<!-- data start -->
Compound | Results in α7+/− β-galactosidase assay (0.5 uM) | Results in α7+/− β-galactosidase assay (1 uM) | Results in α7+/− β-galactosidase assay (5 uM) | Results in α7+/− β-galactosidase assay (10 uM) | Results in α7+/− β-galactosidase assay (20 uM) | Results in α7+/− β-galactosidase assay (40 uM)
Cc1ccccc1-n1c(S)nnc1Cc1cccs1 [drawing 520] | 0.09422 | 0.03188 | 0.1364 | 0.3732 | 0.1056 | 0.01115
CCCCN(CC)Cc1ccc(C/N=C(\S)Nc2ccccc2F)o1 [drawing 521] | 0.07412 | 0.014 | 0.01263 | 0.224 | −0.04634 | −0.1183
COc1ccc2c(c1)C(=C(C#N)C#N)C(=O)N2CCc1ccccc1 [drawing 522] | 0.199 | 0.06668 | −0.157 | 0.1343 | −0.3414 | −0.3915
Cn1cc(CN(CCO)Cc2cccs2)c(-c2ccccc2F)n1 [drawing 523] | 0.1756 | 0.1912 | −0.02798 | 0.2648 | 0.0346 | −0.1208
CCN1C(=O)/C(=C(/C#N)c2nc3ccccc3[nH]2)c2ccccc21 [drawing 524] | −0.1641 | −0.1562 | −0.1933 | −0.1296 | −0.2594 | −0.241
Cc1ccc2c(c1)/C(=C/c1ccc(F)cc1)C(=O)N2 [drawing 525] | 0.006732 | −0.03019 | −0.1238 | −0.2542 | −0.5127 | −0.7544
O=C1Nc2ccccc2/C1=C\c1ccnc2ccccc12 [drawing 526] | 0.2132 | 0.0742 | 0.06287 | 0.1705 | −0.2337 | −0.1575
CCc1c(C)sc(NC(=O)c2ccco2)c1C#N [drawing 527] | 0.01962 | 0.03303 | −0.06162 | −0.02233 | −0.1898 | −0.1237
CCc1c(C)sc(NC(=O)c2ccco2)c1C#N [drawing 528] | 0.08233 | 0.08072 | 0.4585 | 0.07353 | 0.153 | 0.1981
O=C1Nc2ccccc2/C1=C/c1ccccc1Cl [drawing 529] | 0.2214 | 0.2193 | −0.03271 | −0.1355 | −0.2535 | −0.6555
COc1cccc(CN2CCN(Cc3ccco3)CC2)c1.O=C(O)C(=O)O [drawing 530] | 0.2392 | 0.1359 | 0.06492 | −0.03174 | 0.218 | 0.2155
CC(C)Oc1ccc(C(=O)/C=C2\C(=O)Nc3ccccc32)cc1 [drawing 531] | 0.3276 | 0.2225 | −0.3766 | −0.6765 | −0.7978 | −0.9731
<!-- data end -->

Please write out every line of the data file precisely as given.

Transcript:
Compound | Results in α7+/− β-galactosidase assay (0.5 uM) | Results in α7+/− β-galactosidase assay (1 uM) | Results in α7+/− β-galactosidase assay (5 uM) | Results in α7+/− β-galactosidase assay (10 uM) | Results in α7+/− β-galactosidase assay (20 uM) | Results in α7+/− β-galactosidase assay (40 uM)
Cc1ccccc1-n1c(S)nnc1Cc1cccs1 [drawing 520] | 0.09422 | 0.03188 | 0.1364 | 0.3732 | 0.1056 | 0.01115
CCCCN(CC)Cc1ccc(C/N=C(\S)Nc2ccccc2F)o1 [drawing 521] | 0.07412 | 0.014 | 0.01263 | 0.224 | −0.04634 | −0.1183
COc1ccc2c(c1)C(=C(C#N)C#N)C(=O)N2CCc1ccccc1 [drawing 522] | 0.199 | 0.06668 | −0.157 | 0.1343 | −0.3414 | −0.3915
Cn1cc(CN(CCO)Cc2cccs2)c(-c2ccccc2F)n1 [drawing 523] | 0.1756 | 0.1912 | −0.02798 | 0.2648 | 0.0346 | −0.1208
CCN1C(=O)/C(=C(/C#N)c2nc3ccccc3[nH]2)c2ccccc21 [drawing 524] | −0.1641 | −0.1562 | −0.1933 | −0.1296 | −0.2594 | −0.241
Cc1ccc2c(c1)/C(=C/c1ccc(F)cc1)C(=O)N2 [drawing 525] | 0.006732 | −0.03019 | −0.1238 | −0.2542 | −0.5127 | −0.7544
O=C1Nc2ccccc2/C1=C\c1ccnc2ccccc12 [drawing 526] | 0.2132 | 0.0742 | 0.06287 | 0.1705 | −0.2337 | −0.1575
CCc1c(C)sc(NC(=O)c2ccco2)c1C#N [drawing 527] | 0.01962 | 0.03303 | −0.06162 | −0.02233 | −0.1898 | −0.1237
CCc1c(C)sc(NC(=O)c2ccco2)c1C#N [drawing 528] | 0.08233 | 0.08072 | 0.4585 | 0.07353 | 0.153 | 0.1981
O=C1Nc2ccccc2/C1=C/c1ccccc1Cl [drawing 529] | 0.2214 | 0.2193 | −0.03271 | −0.1355 | −0.2535 | −0.6555
COc1cccc(CN2CCN(Cc3ccco3)CC2)c1.O=C(O)C(=O)O [drawing 530] | 0.2392 | 0.1359 | 0.06492 | −0.03174 | 0.218 | 0.2155
CC(C)Oc1ccc(C(=O)/C=C2\C(=O)Nc3ccccc32)cc1 [drawing 531] | 0.3276 | 0.2225 | −0.3766 | −0.6765 | −0.7978 | −0.9731